Every year brings a new list of restaurant heroes and villains. The louts on this third list merit their own dastardly designation. Here are the crumbs who won’t be getting so much as a Happy Holiday from us because of how they treated restaurants in 2022.
Lawmakers who voted against re-upping the RRF fund
Just a mention of the Restaurant Revitalization Fund might dampen your holiday spirit. How could a program with so much promise go so horribly wrong? Conceived as a way of saving local restaurants, the RRF was given $28.6 billion by Congress in 2021 to provide restaurants with the means to pay their staffs and meet other overhead expenses until dining rooms were greenlighted to re-open. The industry was going under, and the $28.6 million was intended to be its lifeline.
But it wasn’t enough. The pool was depleted within about three weeks, leaving 177,000 applicants without a penny in aid.
The quick depletion kicked off a year-long drive by the industry to crowbar more money out of Congress. But lawmakers, seeing customers in their districts lining up for the limited restaurant seating available, didn’t believe the assertions that operators were still bleeding. In April, legislators decided the fund wouldn’t be replenished.
Their refusal to earmark more money was the equivalent of telling thousands of establishments to drop dead. May they learn this holiday that the IRS is planning to audit their taxes for the last 10 years.
The inflation gods
The pandemic was supplanted by galloping costs as the most likely cause of operator insomnia during 2022. Inflation hit historically high levels as Russia’s invasion of Ukraine lit a rocket under fuel prices, driving up the cost of most goods. Labor expenses, meanwhile, soared to space station altitudes. Management’s worries shifted from the top to the bottom line. Fortunately, customers tempered the impact by showing remarkable acceptance of higher menu prices.
Yes, they, too, suffered direly during the pandemic. But did they need to recover overnight? Many operators were alerted this year that rent payments deferred during the worst of the pandemic were due ASAP. Yet the sales volumes of many establishments had yet to rebound to pre-crisis levels, never mind hitting the threshold where back rents could be covered.
The collaboration and patience shown in 2020 and ’21 were in shorter supply, further straining the traditionally tense relationships between renter and landlord.
Cheating protein suppliers
Suppliers say success in the foodservice business comes from treating operator-customers like partners. Yet a rash of investigations and court actions revealed the giants of the meat and poultry industries had forsaken that commitment to mutual benefit.
Behemoths such as Tyson, Smithfield, Pilgrim’s Pride and JBS were accused by federal enforcement agencies of fixing production levels in bygone years to lift the prices paid for meats by restaurant chains and other wholesale customers. The allegations held that the purveyors had shared proprietary information for their mutual benefit in clear violation of federal anti-collusion laws.
That brought lawsuits from the likes of Chick-fil-A and McDonald’s aimed at getting back what they’d overpaid. Others participated in settlements intended to restore the companies’ good names. Smithfield, for instance, agreed to pay $28 million to chicken buyers who said they’d been ripped off.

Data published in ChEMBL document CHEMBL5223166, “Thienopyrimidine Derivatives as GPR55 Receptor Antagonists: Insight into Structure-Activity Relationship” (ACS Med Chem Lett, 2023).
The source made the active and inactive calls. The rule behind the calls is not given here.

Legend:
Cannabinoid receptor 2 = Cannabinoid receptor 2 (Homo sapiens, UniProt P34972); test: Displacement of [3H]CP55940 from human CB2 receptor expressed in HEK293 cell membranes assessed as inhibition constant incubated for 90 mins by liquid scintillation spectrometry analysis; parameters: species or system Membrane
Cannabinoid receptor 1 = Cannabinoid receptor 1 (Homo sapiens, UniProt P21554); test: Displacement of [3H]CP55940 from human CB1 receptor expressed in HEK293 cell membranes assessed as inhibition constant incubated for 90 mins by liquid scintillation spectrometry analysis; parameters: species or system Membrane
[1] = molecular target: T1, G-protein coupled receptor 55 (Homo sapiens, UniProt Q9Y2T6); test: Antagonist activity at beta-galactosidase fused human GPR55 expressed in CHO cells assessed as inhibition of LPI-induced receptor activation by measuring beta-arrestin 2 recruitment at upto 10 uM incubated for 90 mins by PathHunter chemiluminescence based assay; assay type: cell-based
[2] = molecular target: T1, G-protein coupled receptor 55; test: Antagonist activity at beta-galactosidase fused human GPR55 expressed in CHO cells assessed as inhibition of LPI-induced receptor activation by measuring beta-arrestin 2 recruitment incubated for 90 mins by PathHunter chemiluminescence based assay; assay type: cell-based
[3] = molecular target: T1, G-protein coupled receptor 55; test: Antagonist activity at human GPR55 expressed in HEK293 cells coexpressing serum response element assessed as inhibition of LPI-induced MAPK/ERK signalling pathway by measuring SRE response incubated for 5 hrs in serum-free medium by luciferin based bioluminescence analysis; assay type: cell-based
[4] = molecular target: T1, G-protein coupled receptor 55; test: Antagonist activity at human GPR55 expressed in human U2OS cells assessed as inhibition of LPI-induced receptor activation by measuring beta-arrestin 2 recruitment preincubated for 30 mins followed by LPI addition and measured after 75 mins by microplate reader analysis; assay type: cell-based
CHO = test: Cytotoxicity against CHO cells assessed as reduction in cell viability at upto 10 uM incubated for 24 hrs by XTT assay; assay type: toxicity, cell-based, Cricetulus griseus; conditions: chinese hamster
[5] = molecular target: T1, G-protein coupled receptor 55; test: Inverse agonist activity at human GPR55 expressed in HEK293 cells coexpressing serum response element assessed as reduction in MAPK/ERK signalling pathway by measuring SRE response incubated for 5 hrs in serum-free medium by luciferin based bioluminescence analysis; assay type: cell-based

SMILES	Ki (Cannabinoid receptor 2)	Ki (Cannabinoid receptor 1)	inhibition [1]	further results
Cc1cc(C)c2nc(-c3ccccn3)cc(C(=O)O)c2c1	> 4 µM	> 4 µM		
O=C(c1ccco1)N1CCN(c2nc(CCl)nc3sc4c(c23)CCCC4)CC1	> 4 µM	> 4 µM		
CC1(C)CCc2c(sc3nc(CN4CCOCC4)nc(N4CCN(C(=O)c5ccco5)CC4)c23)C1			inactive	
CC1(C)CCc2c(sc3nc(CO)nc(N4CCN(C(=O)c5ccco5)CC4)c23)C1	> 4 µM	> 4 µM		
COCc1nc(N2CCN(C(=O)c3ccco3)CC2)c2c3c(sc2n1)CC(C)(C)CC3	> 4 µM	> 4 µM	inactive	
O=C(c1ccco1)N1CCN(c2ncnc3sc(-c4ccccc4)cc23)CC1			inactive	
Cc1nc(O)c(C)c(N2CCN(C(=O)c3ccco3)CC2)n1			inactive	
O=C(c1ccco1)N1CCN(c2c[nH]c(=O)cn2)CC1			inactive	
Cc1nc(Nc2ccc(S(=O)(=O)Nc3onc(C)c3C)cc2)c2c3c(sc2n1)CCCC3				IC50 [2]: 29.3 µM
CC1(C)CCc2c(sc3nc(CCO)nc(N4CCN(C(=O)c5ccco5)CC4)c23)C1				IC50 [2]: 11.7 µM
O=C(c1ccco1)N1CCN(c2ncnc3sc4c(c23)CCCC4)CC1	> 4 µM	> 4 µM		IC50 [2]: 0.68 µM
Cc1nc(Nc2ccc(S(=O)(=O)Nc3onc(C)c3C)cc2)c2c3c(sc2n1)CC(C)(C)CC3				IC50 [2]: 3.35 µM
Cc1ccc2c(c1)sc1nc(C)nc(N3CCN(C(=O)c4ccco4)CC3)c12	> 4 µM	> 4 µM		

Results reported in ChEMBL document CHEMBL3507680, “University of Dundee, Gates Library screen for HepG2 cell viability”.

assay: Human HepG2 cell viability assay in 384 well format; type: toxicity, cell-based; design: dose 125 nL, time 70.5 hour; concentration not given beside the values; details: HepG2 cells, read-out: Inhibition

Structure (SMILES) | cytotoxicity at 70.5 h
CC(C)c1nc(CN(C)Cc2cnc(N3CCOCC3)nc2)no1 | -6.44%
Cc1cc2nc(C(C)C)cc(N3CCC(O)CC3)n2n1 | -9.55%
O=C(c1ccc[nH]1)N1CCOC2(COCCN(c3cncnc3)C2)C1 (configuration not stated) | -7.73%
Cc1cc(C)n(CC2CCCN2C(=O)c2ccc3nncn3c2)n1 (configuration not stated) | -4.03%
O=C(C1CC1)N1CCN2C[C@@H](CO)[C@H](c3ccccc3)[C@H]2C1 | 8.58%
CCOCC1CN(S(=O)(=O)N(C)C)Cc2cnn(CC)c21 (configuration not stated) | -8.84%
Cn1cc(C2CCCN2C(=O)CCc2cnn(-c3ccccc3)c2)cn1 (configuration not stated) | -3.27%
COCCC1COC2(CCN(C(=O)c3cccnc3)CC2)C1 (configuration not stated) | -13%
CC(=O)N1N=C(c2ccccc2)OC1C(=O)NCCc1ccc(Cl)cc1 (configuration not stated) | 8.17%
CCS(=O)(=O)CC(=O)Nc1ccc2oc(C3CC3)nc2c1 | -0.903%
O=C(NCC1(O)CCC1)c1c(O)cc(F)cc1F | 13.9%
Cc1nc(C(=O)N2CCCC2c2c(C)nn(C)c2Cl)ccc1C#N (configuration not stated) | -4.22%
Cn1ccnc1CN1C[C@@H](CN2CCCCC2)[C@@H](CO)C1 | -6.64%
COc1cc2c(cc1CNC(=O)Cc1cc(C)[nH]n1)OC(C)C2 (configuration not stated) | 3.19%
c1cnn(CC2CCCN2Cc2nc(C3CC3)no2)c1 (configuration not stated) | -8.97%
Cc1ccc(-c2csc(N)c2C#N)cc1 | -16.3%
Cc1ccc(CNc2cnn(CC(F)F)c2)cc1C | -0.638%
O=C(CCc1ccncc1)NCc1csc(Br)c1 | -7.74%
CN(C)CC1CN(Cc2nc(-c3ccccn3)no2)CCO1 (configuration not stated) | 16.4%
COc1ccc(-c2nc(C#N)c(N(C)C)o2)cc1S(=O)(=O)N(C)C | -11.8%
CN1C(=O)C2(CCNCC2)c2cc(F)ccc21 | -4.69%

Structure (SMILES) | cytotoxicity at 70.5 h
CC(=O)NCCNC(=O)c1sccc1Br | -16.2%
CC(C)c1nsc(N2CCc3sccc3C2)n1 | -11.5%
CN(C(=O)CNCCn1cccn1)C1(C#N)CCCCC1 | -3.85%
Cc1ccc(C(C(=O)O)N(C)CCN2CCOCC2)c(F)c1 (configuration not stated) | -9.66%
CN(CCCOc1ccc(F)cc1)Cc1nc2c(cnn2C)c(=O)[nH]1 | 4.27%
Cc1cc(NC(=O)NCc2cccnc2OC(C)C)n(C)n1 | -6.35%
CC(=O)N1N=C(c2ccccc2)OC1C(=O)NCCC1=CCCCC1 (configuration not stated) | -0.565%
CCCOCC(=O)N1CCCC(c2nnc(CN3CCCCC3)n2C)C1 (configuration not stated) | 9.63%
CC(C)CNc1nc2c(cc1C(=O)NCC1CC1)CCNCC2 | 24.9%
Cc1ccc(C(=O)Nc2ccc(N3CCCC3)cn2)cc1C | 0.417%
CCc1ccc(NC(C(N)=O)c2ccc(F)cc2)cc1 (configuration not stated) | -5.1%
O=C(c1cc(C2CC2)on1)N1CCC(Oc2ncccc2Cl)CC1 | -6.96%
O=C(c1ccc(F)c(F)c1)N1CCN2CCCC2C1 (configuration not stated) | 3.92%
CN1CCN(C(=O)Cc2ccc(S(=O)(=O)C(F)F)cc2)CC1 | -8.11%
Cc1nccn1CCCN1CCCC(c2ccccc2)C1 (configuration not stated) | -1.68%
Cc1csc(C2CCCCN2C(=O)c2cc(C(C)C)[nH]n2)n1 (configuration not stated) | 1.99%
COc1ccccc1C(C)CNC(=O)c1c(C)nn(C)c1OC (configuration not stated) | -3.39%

Several of the actions are still pending.
Courts deciding insurance cases
The number of restaurateurs who believed they were insured against the loss of business from a global pandemic is unknown. Even a casual observer is likely aware of how many eating places were right in that assumption: Roughly zero.
Insurers refused to pay on business interruption policies, contending the coverage was meant to reimburse operators for physical damage to their establishments and the coronavirus left restaurants with nary a scratch. Nor, they said, were operators victimized by Mother Nature, the usual trigger for reimbursement. The insurers argued that restaurant closings were the result of government policies, not acts of God, and hence not covered.
That wrangling between insurer and insure-ee raged through 2021. This year, the conflict shifted into the courts, where matters were decided again and again in the insurers’ favor. But hope burns on: Panda Express’ suit to collect on its business-interruption coverage has yet to be derailed by a judge.
Give it up, folks. You dreamers have been predicting with galling confidence that it’s a matter of time before consumers are spending much of their existence in a simulated world far more interesting than the real one. Better get a restaurant open in that computer-generated existence before your competitors stake out the A-plus fake sites.
Isn’t this just a re-boot of MyLife with better tech? (Teens, ask your parents.) And even if customers do shift their consciousness to a computer-simulated better world, they’ll have to doff the simulator gloves and goggles to eat actual food. Why would the industry duplicate itself in virtual form?
Embargo-crazy PR departments
This is personal. In the not-so-distant past, the communications specialists for restaurants and supplier companies may have offered news leads two or three times per year in exchange for not publishing anything until a particular time on a specific date. The idea was to give the reporter more time to research and report big and complicated articles, like stories based on a big download of new data.
Now we’re being offered multiple embargoed stories per week. The notion is to create a wave of coverage by requiring all media to publish their stories on a development more or less simultaneously if they want the details. It also averts situations where one website balks at covering an occurrence because a competitor has already reported it.
It's BS we’d love to see end.
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